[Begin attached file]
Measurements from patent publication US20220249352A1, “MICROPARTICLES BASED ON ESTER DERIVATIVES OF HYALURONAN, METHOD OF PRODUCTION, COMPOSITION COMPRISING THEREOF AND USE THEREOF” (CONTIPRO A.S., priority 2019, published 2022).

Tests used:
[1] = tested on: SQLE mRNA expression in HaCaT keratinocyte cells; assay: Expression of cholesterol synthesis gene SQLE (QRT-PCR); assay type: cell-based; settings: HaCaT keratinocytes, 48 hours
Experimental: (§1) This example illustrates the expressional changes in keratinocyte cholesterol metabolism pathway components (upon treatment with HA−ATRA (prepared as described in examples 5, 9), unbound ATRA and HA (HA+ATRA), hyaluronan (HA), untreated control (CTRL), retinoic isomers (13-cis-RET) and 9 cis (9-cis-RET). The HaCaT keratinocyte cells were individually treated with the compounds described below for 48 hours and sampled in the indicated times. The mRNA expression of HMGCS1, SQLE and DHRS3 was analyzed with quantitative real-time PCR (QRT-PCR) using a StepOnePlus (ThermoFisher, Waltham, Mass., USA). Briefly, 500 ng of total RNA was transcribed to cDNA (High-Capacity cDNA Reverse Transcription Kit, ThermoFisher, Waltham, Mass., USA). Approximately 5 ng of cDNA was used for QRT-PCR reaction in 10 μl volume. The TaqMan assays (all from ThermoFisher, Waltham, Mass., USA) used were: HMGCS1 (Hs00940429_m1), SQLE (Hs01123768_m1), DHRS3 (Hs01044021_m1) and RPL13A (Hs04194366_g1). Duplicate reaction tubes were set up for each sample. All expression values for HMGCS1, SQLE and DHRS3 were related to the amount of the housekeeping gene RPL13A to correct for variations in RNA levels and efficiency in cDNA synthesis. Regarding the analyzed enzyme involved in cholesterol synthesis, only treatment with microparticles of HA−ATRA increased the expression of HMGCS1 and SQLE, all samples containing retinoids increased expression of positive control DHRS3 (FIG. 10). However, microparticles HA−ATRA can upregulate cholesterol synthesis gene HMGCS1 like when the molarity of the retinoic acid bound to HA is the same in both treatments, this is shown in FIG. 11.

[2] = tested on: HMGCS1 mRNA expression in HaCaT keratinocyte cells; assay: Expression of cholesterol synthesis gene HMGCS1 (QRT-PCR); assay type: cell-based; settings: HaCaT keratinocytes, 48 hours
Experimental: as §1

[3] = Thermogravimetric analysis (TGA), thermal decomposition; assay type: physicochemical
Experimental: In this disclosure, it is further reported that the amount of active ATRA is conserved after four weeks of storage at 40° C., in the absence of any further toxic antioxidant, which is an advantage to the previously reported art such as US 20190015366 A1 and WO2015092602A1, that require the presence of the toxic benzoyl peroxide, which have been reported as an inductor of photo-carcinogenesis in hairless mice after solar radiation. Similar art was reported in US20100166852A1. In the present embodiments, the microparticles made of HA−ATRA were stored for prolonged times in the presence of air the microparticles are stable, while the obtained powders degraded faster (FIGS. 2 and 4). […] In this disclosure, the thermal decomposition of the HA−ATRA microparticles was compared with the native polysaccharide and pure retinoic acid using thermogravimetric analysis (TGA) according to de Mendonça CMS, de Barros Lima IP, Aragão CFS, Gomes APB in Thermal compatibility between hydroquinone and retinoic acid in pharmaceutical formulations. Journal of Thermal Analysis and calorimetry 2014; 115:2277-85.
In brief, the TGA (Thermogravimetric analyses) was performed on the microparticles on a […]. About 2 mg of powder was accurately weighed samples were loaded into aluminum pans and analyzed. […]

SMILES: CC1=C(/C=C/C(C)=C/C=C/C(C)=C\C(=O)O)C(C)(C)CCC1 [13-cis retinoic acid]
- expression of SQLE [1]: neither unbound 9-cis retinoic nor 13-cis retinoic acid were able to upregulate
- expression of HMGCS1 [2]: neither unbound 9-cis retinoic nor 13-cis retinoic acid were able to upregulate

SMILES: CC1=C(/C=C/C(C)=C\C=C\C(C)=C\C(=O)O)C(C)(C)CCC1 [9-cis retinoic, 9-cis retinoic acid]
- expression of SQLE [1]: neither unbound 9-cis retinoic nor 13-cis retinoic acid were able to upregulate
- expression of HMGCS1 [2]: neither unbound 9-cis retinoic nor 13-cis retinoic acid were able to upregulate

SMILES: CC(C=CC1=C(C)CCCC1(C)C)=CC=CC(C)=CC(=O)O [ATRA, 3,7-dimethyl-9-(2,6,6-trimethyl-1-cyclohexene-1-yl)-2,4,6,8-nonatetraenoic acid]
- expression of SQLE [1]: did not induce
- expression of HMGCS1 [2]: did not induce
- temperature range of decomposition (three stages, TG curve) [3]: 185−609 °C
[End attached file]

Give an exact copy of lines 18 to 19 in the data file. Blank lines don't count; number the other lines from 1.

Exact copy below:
- expression of HMGCS1 [2]: did not induce
- temperature range of decomposition (three stages, TG curve) [3]: 185−609 °C